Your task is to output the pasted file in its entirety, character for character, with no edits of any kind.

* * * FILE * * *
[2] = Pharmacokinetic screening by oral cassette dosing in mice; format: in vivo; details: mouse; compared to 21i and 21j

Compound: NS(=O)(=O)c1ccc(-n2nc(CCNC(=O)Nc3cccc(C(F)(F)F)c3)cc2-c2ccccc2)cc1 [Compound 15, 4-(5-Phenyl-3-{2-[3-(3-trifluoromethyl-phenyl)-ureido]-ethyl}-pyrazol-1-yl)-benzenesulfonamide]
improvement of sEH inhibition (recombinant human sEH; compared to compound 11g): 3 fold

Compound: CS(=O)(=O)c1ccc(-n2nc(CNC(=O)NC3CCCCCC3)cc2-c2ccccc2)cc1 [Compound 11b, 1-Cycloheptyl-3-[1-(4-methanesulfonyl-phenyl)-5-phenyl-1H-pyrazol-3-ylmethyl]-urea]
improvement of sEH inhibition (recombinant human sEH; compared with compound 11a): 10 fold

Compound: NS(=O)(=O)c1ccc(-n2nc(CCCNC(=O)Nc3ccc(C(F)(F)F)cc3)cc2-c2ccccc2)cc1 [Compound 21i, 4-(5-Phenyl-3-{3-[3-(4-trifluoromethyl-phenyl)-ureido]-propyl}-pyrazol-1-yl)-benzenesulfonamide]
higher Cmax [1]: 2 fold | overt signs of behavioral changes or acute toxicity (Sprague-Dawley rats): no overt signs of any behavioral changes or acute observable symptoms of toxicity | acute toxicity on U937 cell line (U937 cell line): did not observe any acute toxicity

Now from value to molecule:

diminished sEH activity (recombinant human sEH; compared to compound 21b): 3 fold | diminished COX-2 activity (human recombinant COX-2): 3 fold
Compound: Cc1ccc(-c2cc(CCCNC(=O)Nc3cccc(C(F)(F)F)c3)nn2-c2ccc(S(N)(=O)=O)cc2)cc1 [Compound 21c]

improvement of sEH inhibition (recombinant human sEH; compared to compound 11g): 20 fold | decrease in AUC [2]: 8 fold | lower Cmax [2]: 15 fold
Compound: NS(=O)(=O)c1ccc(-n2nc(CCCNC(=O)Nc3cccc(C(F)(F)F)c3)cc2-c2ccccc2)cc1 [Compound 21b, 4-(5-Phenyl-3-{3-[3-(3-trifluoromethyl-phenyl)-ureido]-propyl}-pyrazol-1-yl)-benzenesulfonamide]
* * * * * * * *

[2] = Pharmacokinetic screening by oral cassette dosing in mice; format: in vivo; details: mouse; compared to 21i and 21j

Compound: NS(=O)(=O)c1ccc(-n2nc(CCNC(=O)Nc3cccc(C(F)(F)F)c3)cc2-c2ccccc2)cc1 [Compound 15, 4-(5-Phenyl-3-{2-[3-(3-trifluoromethyl-phenyl)-ureido]-ethyl}-pyrazol-1-yl)-benzenesulfonamide]
improvement of sEH inhibition (recombinant human sEH; compared to compound 11g): 3 fold

Compound: CS(=O)(=O)c1ccc(-n2nc(CNC(=O)NC3CCCCCC3)cc2-c2ccccc2)cc1 [Compound 11b, 1-Cycloheptyl-3-[1-(4-methanesulfonyl-phenyl)-5-phenyl-1H-pyrazol-3-ylmethyl]-urea]
improvement of sEH inhibition (recombinant human sEH; compared with compound 11a): 10 fold

Compound: NS(=O)(=O)c1ccc(-n2nc(CCCNC(=O)Nc3ccc(C(F)(F)F)cc3)cc2-c2ccccc2)cc1 [Compound 21i, 4-(5-Phenyl-3-{3-[3-(4-trifluoromethyl-phenyl)-ureido]-propyl}-pyrazol-1-yl)-benzenesulfonamide]
higher Cmax [1]: 2 fold | overt signs of behavioral changes or acute toxicity (Sprague-Dawley rats): no overt signs of any behavioral changes or acute observable symptoms of toxicity | acute toxicity on U937 cell line (U937 cell line): did not observe any acute toxicity

Now from value to molecule:

diminished sEH activity (recombinant human sEH; compared to compound 21b): 3 fold | diminished COX-2 activity (human recombinant COX-2): 3 fold
Compound: Cc1ccc(-c2cc(CCCNC(=O)Nc3cccc(C(F)(F)F)c3)nn2-c2ccc(S(N)(=O)=O)cc2)cc1 [Compound 21c]

improvement of sEH inhibition (recombinant human sEH; compared to compound 11g): 20 fold | decrease in AUC [2]: 8 fold | lower Cmax [2]: 15 fold
Compound: NS(=O)(=O)c1ccc(-n2nc(CCCNC(=O)Nc3cccc(C(F)(F)F)c3)cc2-c2ccccc2)cc1 [Compound 21b, 4-(5-Phenyl-3-{3-[3-(3-trifluoromethyl-phenyl)-ureido]-propyl}-pyrazol-1-yl)-benzenesulfonamide]